This is the first major deal in Tanzania’s natural-gas sector and it is expected to set the pace for similar transactions in the future.
Speaking regarding the deal, Ophir Chief Executive Nick Cooper said “The sale is consistent with our strategy of adding value in the exploration and appraisal phase.” The company announced in March that it was looking to bring in partners to its fields and has since received attention from several Chinese, Indian and Thai state-run companies that are eager to acquire long-term assets in natural-gas.
Ophir also revealed that it is in talks with Indian state-run gas company GAIL which is eager to acquire between 10 and 30 percent stake in five natural gas blocks on the Tanzanian coast. GAIL however declined to comment on the deal.
Ophir and partner BG Group hold 15 trillion cubic feet of gas in the Tanzanian coast. The two intend to construct a liquefied-natural-gas plant on the Tanzanian coast to ship the fuel to Asia at a cost of approximately $10 billion. Ophir is looking to bring in deep-pocketed partners to help finance this exploitation.
This deal is Pavilion Energy’s first overseas investment in upstream energy assets and is part of it’s parent company’s efforts to increase its holdings in the energy sector. “The natural-gas developments in Tanzania hold tremendous potential—not just for Pavilion Energy, but for Singapore and Asia,” Pavilion said regarding the deal. Singapore currently imports the bulk of its natural gas from neighbors Malaysia and Indonesia. About 85% of Singapore’s electricity is generated from gas.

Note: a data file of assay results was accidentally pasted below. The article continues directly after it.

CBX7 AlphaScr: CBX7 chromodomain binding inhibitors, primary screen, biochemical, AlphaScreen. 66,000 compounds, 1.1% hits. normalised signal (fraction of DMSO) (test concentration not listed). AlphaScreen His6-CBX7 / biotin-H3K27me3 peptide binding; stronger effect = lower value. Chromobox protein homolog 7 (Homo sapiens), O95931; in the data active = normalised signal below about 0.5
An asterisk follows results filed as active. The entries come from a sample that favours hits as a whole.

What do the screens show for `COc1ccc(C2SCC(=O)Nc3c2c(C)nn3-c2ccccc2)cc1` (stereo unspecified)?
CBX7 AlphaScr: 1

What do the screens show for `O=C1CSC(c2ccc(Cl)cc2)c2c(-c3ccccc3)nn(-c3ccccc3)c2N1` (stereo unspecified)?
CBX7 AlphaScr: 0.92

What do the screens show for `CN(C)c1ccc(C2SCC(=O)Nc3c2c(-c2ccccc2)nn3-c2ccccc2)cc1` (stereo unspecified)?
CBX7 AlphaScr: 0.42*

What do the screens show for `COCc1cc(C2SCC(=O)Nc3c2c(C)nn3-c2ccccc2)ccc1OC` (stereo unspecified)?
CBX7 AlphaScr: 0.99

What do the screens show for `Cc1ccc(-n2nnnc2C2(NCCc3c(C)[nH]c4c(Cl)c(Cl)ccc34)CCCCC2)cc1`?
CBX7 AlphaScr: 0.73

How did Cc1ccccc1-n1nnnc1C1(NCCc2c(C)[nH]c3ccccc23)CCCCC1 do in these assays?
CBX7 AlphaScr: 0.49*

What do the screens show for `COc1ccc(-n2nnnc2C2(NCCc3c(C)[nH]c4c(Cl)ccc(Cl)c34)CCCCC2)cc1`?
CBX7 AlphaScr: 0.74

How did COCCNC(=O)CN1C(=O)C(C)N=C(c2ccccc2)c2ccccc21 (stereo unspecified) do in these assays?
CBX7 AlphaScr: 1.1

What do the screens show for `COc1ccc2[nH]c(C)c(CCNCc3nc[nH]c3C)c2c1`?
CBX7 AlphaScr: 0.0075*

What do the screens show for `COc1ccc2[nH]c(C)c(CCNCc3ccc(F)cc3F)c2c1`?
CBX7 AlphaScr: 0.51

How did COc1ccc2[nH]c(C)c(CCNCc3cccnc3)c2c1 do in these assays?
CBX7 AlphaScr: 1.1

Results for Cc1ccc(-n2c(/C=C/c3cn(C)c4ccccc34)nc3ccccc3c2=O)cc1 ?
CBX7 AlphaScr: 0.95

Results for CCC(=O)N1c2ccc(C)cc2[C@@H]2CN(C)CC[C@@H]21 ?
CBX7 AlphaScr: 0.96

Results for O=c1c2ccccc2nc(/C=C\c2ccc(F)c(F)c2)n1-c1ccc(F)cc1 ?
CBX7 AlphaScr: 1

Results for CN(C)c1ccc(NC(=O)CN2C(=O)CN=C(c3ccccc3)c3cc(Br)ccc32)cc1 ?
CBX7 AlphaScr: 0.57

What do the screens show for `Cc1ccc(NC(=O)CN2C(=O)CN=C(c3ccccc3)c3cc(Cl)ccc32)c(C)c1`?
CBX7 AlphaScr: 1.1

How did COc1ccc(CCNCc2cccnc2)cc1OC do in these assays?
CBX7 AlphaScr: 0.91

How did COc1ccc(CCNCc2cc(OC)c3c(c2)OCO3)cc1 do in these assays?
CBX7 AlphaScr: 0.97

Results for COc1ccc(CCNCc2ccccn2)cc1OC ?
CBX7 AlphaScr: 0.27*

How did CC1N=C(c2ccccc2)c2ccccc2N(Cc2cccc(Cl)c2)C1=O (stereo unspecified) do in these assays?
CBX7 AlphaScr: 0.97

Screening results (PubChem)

Several Asian nations have acquired stakes worth billions of dollars in East Africa’s energy sector over the past 18 months. China National Petroleum Corp recently bought 20% of Italy’s Eni SpA’s license in Mozambique while India’s Oil & Natural Gas Corp purchased 10% of U.S. Company Anadarko Petroleum Corp’s Mozambique license.